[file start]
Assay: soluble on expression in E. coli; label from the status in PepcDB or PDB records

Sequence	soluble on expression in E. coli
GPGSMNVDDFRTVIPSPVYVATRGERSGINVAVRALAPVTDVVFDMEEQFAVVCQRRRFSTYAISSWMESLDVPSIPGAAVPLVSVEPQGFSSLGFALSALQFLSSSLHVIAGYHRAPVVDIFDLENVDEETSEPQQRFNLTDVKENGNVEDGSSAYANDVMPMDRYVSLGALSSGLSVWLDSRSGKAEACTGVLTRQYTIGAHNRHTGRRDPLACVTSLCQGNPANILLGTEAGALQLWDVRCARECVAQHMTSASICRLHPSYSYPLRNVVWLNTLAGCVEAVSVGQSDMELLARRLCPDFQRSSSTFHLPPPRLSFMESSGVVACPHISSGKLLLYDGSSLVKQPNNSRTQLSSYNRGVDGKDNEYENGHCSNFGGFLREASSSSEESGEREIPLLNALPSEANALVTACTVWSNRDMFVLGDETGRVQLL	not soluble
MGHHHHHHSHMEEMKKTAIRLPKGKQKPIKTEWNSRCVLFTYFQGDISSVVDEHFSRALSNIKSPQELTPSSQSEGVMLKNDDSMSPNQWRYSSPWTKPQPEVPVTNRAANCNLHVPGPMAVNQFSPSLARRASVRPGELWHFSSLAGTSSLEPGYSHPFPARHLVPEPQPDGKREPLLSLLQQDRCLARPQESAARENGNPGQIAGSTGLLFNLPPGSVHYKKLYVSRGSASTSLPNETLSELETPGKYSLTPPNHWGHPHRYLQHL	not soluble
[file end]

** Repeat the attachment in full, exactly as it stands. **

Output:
Assay: soluble on expression in E. coli; label from the status in PepcDB or PDB records

Sequence	soluble on expression in E. coli
GPGSMNVDDFRTVIPSPVYVATRGERSGINVAVRALAPVTDVVFDMEEQFAVVCQRRRFSTYAISSWMESLDVPSIPGAAVPLVSVEPQGFSSLGFALSALQFLSSSLHVIAGYHRAPVVDIFDLENVDEETSEPQQRFNLTDVKENGNVEDGSSAYANDVMPMDRYVSLGALSSGLSVWLDSRSGKAEACTGVLTRQYTIGAHNRHTGRRDPLACVTSLCQGNPANILLGTEAGALQLWDVRCARECVAQHMTSASICRLHPSYSYPLRNVVWLNTLAGCVEAVSVGQSDMELLARRLCPDFQRSSSTFHLPPPRLSFMESSGVVACPHISSGKLLLYDGSSLVKQPNNSRTQLSSYNRGVDGKDNEYENGHCSNFGGFLREASSSSEESGEREIPLLNALPSEANALVTACTVWSNRDMFVLGDETGRVQLL	not soluble
MGHHHHHHSHMEEMKKTAIRLPKGKQKPIKTEWNSRCVLFTYFQGDISSVVDEHFSRALSNIKSPQELTPSSQSEGVMLKNDDSMSPNQWRYSSPWTKPQPEVPVTNRAANCNLHVPGPMAVNQFSPSLARRASVRPGELWHFSSLAGTSSLEPGYSHPFPARHLVPEPQPDGKREPLLSLLQQDRCLARPQESAARENGNPGQIAGSTGLLFNLPPGSVHYKKLYVSRGSASTSLPNETLSELETPGKYSLTPPNHWGHPHRYLQHL	not soluble